GPS: -23.082405901464, 15.167575050405
The Namib-Naukluft National Park is the fourth largest nature reserve in the world and the largest conservation area in Africa. It is 400 kilometres long and 150 kilometres wide. Its total surface area is therefore around 50,000 km², the size of a country like Slovakia or Costa Rica. The name of the park includes two former protected areas of the country: the Namib coastal desert and the steep Naukluft Mountains. In recent years, many sites or specialized travel guides have rightly considered the Namib-Naukluft National Park as one of the most beautiful natural sites in the world. This vast and burning land contains a sea of sand swept by ocean winds.
As early as the beginning of the 20th century, German settlers established a national park in this wilderness. They created a diamond mining area around the coastal town of Lüderitz and the small village of Aus, which they named Sperrgebiet. This former “forbidden zone” now includes several ghost towns scattered across the vast Namib Desert. They were abandoned shortly after the First World War following the withdrawal of German troops in the face of the British colonial army of the Union of South Africa. In 1979, the Namib-Naukluft National Park became a sanctuary for the Hartmann’s mountain zebra (a mountain zebra species). This water-poor reserve is subject to various expansions to preserve the dune landscapes and the sandy desert of the Namib. Classified as one of the most emblematic sites in Namibia, the park is divided into four geographical sections: the Sossusvlei sand dunes, Dead Vlei (dead trees) and Sesriem Canyon to the south, the Naukluft mountain range to the east, the Namib Desert in the centre and the Sandwich Harbour lagoon to the west (where cold ocean currents meet extremely hot sand dunes).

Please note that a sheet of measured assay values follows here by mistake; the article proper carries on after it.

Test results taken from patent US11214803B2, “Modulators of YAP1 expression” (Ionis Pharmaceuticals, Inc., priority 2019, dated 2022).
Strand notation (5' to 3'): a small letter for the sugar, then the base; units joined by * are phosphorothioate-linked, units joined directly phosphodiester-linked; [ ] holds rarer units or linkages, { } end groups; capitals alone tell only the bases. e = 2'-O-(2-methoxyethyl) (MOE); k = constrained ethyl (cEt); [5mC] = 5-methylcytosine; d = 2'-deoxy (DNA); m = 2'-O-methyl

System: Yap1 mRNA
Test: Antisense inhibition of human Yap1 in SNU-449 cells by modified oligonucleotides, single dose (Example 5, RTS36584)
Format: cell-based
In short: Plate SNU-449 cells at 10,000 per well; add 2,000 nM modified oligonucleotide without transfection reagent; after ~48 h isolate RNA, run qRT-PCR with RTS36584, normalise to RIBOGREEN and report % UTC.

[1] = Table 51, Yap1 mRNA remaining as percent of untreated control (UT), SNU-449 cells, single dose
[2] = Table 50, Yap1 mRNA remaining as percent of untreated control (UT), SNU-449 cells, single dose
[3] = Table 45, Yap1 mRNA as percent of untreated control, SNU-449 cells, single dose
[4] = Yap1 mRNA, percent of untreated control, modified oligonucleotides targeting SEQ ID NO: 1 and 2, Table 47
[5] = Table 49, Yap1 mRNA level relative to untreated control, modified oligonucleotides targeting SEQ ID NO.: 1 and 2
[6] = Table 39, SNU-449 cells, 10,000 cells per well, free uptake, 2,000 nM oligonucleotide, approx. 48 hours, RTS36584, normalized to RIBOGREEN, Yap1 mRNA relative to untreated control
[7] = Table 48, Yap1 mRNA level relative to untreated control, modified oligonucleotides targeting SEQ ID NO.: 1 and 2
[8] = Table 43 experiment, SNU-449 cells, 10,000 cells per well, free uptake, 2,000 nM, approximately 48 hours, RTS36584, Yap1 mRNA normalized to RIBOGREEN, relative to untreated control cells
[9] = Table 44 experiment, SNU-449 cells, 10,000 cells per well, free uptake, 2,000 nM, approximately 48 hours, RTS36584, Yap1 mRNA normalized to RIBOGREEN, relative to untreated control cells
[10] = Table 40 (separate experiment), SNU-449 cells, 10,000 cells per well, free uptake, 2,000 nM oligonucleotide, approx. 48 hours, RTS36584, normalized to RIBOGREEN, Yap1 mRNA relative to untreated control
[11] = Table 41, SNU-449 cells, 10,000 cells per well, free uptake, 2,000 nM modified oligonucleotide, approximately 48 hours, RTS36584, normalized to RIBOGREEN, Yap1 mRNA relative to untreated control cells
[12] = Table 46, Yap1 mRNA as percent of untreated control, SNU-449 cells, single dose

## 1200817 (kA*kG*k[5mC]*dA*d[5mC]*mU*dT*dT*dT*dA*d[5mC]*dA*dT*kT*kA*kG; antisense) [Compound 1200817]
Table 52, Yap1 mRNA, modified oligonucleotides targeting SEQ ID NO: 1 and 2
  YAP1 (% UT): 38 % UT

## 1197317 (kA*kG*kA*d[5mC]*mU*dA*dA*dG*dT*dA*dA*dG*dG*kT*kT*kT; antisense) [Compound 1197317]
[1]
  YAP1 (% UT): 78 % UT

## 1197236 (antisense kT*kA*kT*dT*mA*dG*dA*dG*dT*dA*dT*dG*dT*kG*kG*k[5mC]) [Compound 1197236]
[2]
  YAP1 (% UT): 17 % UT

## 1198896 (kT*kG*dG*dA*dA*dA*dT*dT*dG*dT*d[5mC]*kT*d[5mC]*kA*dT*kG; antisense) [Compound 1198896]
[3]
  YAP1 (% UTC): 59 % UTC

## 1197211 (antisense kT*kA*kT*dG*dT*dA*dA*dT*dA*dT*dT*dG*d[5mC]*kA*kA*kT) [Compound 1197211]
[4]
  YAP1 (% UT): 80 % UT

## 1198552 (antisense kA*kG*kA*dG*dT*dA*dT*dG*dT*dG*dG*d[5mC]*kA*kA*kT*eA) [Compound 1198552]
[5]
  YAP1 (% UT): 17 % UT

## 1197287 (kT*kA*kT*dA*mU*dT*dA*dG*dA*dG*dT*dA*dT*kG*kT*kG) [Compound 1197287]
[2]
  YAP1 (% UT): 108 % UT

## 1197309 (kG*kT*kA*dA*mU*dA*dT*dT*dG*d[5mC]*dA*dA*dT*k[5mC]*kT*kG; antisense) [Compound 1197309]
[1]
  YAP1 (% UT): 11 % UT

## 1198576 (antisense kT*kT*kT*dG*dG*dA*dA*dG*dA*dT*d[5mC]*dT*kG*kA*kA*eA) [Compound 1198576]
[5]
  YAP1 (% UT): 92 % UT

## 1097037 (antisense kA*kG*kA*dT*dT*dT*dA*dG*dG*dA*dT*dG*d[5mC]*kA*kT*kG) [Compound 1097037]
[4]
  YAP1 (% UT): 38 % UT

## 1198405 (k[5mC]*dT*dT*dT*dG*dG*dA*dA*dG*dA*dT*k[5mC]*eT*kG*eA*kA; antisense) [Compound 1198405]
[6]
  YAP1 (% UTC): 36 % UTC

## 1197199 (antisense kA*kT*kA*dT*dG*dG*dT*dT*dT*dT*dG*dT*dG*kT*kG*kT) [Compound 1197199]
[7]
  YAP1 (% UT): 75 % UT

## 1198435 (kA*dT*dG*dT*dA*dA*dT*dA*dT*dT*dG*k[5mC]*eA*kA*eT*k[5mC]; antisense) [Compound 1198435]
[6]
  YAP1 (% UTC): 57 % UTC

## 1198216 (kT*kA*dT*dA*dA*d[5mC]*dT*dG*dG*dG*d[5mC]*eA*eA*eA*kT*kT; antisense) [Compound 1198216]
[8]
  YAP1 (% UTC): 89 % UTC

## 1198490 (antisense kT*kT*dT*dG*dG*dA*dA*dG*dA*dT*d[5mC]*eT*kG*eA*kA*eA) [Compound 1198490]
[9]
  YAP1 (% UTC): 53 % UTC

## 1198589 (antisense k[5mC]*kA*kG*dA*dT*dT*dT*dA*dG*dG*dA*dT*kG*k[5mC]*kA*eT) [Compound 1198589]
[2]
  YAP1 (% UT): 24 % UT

Along the Atlantic coast south and east of Walvis Bay, Namib-Naukluft National Park is inhabited by many endemic species of birds, insects, reptiles and snakes. It has a thousand different varieties of plants and is home to numerous mammals despite its very hostile living conditions. It is the fog generated by the ocean that is at the origin of an unsuspected wild life in this extreme environment. The great arid spaces of the Namib have been occupied by man since the Stone Age. Like the vast sand dunes of Big Daddy and Big Mamma or Dune 45, they are endowed with breathtaking landscapes changing colour with the sunlight. The vegetation, wildlife and ephemeral rivers of the fragile balance of the Namib-Naukluft National Park are increasingly threatened by climate change.